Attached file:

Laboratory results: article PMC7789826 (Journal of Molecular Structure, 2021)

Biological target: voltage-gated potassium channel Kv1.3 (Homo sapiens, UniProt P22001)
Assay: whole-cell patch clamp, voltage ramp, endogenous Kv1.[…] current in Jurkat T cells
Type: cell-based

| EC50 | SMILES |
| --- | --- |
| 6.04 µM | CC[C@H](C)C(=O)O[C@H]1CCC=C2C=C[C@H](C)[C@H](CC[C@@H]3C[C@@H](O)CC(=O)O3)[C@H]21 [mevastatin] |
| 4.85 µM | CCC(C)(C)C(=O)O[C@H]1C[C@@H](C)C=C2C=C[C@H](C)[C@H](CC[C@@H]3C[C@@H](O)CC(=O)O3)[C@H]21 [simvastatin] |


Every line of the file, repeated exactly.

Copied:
Laboratory results: article PMC7789826 (Journal of Molecular Structure, 2021)

Biological target: voltage-gated potassium channel Kv1.3 (Homo sapiens, UniProt P22001)
Assay: whole-cell patch clamp, voltage ramp, endogenous Kv1.[…] current in Jurkat T cells
Type: cell-based

| EC50 | SMILES |
| --- | --- |
| 6.04 µM | CC[C@H](C)C(=O)O[C@H]1CCC=C2C=C[C@H](C)[C@H](CC[C@@H]3C[C@@H](O)CC(=O)O3)[C@H]21 [mevastatin] |
| 4.85 µM | CCC(C)(C)C(=O)O[C@H]1C[C@@H](C)C=C2C=C[C@H](C)[C@H](CC[C@@H]3C[C@@H](O)CC(=O)O3)[C@H]21 [simvastatin] |